Let’s consider one final way one might avoid doing this. One could expand these practices rather than abolish them. Suppose one forced all natural-born citizens to promise to obey the law. One stripped them of citizenship, and perhaps residency rights, if they did not undertake political obligations. Were this promise efficacious, then oaths of allegiance and point of entry promises would not create any inequality. The normative burden they impose on immigrants would also be imposed on natural-born citizens. Yet we doubt any such promise would be efficacious. This is because one would seriously wrong natural-born citizens by conditioning their citizenship, or residency, on their making such a promise. Natural-born citizens have an unconditional right to both.49 So, even if one did induce them to promise things through this method, these promises would yield no obligations. Thus, it would leave the inequality between natural-born citizens and immigrants untouched. So the surest way to address this inequality is to simply abolish oaths of allegiance and points of entry promises.

9. Conclusion

Let’s sum up. We think that many authorized immigrants, and especially naturalized citizens, have promissory political obligations. Succinctly, they promised to obey the law. They sometimes promised to support the state. So, they have some moral reason to do so. But we also think that the practice of getting immigrants to undertake political obligations creates unjust inequalities. This seems true both for oaths of allegiance and point of entry promises. So, both practices, in their present form, are morally wrong. Both should be abolished.

We want to tie up one final loose end. Earlier, we claimed that unauthorized immigrants escape the obligations authorized immigrants incur. In light of our other conclusions, what does that imply? We think it gives some people some reason to avoid unauthorized immigration. After all, by immigrating without authorization, they’re creating an inequality between themselves and authorized immigrants. They’re escaping a burden which is imposed on authorized immigrants. This is a truth behind some people’s disquiet with unauthorized immigration. But we think it should not be overemphasized. Doing so wildly misconstrues the situation of most unauthorized immigrants. Most unauthorized immigrants are not relatively advantaged in the countries to which they immigrate. They’re economically, socially and politically disadvantaged. So, they have reason to avoid a further type of disadvantage: political obligations natural-born citizens escape. This will create some inequality between them and some authorized immigrants. But it’ll avoid exacerbating a much larger inequality between them and natural-born citizens. So, we think our conclusions provide some positive defense of much unauthorized immigration. It helps evade the creation of an unjust type of inequality.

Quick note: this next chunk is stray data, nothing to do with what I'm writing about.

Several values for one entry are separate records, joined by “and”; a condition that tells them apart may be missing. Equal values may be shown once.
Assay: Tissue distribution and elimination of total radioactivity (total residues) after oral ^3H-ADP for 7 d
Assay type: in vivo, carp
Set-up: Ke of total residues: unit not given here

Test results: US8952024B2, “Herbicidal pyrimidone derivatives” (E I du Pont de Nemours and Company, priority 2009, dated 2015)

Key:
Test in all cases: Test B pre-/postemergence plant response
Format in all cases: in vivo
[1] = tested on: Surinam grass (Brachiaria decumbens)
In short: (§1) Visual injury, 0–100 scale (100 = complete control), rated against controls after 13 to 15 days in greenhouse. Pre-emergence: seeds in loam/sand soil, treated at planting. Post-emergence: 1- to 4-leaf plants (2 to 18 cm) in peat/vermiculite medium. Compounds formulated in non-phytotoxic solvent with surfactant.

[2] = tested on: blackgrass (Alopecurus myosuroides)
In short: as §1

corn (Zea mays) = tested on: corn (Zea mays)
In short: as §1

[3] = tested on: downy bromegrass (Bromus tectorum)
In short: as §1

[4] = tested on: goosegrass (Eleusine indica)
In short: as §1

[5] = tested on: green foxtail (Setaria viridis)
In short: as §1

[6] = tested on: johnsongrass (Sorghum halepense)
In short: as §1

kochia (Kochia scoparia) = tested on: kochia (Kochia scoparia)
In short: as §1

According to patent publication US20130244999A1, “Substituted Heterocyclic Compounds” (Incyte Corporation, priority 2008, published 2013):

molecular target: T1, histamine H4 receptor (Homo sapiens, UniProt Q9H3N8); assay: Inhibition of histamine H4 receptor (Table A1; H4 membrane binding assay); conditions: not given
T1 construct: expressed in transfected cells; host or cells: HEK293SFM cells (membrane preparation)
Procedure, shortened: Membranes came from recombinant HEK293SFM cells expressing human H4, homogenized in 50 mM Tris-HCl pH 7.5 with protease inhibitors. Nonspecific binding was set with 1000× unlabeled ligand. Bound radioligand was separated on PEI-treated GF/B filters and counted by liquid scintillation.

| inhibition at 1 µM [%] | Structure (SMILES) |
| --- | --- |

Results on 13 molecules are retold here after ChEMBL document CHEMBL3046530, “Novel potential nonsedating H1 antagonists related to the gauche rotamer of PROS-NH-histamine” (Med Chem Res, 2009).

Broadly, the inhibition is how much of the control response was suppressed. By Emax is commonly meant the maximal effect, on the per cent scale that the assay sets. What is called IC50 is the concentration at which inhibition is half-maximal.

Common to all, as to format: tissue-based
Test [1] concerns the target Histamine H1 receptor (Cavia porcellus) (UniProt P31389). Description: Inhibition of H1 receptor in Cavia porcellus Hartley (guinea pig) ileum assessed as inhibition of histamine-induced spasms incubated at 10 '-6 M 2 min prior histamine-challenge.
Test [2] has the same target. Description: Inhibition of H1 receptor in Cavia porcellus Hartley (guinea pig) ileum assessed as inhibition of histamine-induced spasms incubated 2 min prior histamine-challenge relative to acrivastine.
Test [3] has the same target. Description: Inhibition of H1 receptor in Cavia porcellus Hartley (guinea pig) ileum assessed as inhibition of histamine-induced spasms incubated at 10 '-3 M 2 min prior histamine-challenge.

We would like to thank Samuel Scheffler, Daniel Viehoff, Arden Koehler, Jake Zuehl, Evan Behrle, several anonymous referees and an Editor of this journal for their helpful comments on this article.


  1. Simmons (1998: 163) acknowledges this point.
  2. We’re not asking whether the promise was sincere: whether the immigrant in fact intends to obey the law when she utters the words. As Austin (1962: 11) emphasizes, insincere promises are no less promises than sincere ones and thus still generate promissory obligations.
  3. Oaths of allegiance might involve other things besides promising to obey the law. They might involve swearing allegiance or loyalty to a political community. They may involve foreswearing one’s allegiance to foreign states. But, at minimum, they involve a promise to obey the law. It’s this we’ll mainly focus on in this article.
  4. We’ll discuss the case of unauthorized immigrants in Section 3.
  5. We don’t think that’s indisputable. It’s possible to tell someone you intend to go to a party, without promising to do so (just add “But I’m not promising”). And perhaps that’s all that’s going on here. But, since informing someone about one’s intention is much more commonly a way to promise something, this seems doubtful.
  6. Locke (1988: X:122) may have thought something like this. See Simmons (1998) for a discussion of Locke’s view.
  7. Owens (2012: 231–45) suggests this. We wish to stress here that, although both deception and coercion can be wrongings, they are not the only wrongings. Manipulation, exploitation and simple callous treatment can be wrongings too. There are many ways to wrong someone. Wronging encompasses all these ways. Our argument below thus does not depend on whether conditioning entrance coerces immigrants.
  8. The view that states shouldn’t just deny prospective immigrants entrance is sometimes called an ‘open borders position.’ Carens (2013: 225–54) and Sager (2020) each defend this sort of position. They think that immigration may only be permissibly restricted in exceptional circumstances and that states should generally admit immigrants under relatively lenient conditions. They do think that some conditions can be imposed on entrance, but when these conditions are met, they think entrance should be granted. A much more radical position is that states should admit all immigrants with no conditions whatsoever. We know of nobody who defends this view in print, but we will discuss it later in Footnote 36.
  9. Carens (2013: Ch. 2–8) defends this claim, as do De Schutter and Ypi (2015).